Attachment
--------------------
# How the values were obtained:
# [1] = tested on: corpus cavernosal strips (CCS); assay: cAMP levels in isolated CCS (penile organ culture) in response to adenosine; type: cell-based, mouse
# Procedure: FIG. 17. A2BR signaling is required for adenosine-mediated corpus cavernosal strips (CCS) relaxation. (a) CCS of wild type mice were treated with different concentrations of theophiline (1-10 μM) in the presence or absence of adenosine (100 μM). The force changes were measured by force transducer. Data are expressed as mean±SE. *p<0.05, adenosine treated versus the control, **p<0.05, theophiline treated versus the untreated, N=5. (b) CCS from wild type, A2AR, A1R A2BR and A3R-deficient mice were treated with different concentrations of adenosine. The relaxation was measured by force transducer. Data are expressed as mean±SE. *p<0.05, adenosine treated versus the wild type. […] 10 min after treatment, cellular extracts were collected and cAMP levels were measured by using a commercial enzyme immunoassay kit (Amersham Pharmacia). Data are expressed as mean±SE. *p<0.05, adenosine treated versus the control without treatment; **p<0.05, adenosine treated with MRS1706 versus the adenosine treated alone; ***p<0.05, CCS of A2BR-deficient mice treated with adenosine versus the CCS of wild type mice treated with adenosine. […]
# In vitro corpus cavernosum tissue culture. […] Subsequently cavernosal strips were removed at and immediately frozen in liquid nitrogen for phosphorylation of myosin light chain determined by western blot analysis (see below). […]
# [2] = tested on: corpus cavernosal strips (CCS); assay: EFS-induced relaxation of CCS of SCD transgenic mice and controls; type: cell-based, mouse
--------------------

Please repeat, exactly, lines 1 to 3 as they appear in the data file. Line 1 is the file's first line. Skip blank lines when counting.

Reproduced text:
# How the values were obtained:
# [1] = tested on: corpus cavernosal strips (CCS); assay: cAMP levels in isolated CCS (penile organ culture) in response to adenosine; type: cell-based, mouse
# Procedure: FIG. 17. A2BR signaling is required for adenosine-mediated corpus cavernosal strips (CCS) relaxation. (a) CCS of wild type mice were treated with different concentrations of theophiline (1-10 μM) in the presence or absence of adenosine (100 μM). The force changes were measured by force transducer. Data are expressed as mean±SE. *p<0.05, adenosine treated versus the control, **p<0.05, theophiline treated versus the untreated, N=5. (b) CCS from wild type, A2AR, A1R A2BR and A3R-deficient mice were treated with different concentrations of adenosine. The relaxation was measured by force transducer. Data are expressed as mean±SE. *p<0.05, adenosine treated versus the wild type. […] 10 min after treatment, cellular extracts were collected and cAMP levels were measured by using a commercial enzyme immunoassay kit (Amersham Pharmacia). Data are expressed as mean±SE. *p<0.05, adenosine treated versus the control without treatment; **p<0.05, adenosine treated with MRS1706 versus the adenosine treated alone; ***p<0.05, CCS of A2BR-deficient mice treated with adenosine versus the CCS of wild type mice treated with adenosine. […]